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10-Year Treasury Yield
Recent changes in the bond market have spooked investors and renewed fears of a recession, At the center of the storm is the 10-year Treasury yield, one of the most influential numbers in finance. The yield, which represents borrowing costs for issuers of bonds, has climbed steadily in recent weeks reaching 4.88%, a level last seen just before the 2008 financial crisis.
While the Federal Reserve has been raising its benchmark rate for 18 months, it hasn’t impacted longer-dated Treasurys like the 10-year until recently as investors believed rate cuts were likely coming in the near term. While shorter-duration Treasurys are more directly moved by Fed policy, the 10-year is influenced by the market and reflects expectations for growth and inflation. It’s the rate that matters most to consumers, corporations and governments, influencing trillions of dollars in home and auto loans, corporate and municipal bonds, commercial paper, and currencies.
Beyond investors, the impact on most Americans is yet to come, especially if rates continue their climb. That’s because the rise in long-term yields is helping the Fed in its fight against inflation. By tightening financial conditions and lowering asset prices, demand should ease as more Americans cut back on spending or lose their jobs. Employers, such as retailers, that can only issue debt in the high-yield market, will confront sharply higher borrowing costs. Higher rates also squeeze the housing industry and push commercial real estate closer to default.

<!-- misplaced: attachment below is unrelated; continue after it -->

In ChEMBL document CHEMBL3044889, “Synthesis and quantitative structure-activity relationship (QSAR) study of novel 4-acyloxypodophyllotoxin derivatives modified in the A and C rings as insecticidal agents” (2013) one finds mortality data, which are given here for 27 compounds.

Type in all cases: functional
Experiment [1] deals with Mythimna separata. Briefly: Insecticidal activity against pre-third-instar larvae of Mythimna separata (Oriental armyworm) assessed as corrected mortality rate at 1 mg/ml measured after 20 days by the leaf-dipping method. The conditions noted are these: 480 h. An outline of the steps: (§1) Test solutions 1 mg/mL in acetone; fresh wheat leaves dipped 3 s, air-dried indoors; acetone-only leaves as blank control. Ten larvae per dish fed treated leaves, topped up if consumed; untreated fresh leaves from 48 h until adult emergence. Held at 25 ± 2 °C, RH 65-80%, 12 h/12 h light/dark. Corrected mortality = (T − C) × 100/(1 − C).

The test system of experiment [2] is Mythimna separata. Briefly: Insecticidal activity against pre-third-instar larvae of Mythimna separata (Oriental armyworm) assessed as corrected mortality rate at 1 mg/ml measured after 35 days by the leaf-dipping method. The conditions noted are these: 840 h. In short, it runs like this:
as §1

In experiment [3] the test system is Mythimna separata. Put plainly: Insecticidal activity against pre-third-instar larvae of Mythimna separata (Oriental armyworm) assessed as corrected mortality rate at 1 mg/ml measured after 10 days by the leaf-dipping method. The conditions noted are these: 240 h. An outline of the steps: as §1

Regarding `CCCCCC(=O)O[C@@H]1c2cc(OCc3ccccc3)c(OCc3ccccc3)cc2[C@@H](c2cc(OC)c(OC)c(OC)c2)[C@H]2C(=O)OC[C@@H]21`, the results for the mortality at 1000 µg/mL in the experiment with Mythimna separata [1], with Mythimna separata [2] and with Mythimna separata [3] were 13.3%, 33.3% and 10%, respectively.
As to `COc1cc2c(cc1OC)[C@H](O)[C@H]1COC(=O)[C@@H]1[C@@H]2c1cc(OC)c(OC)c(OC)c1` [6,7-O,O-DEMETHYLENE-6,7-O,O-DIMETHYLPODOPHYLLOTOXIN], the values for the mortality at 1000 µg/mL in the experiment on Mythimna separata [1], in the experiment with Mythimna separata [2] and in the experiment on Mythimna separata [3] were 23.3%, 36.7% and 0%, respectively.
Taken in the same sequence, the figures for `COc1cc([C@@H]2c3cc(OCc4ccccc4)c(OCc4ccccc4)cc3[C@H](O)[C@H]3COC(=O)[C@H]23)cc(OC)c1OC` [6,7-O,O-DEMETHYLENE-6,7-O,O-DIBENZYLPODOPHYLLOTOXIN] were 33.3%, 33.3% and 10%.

The spike in yields also adds pressure to regional banks holding bonds that have fallen in value, one of the key factors in the failures of Silicon Valley Bank and First Republic. Since the Fed began raising rates last year, there have been two episodes of financial turmoil: the September 2022 collapse in the U.K.’s government bonds and the March 2023 U.S. regional banking crisis. Many analysts feel another move higher in the 10-year yield will heighten the chances something else breaks down and makes recession much more likely.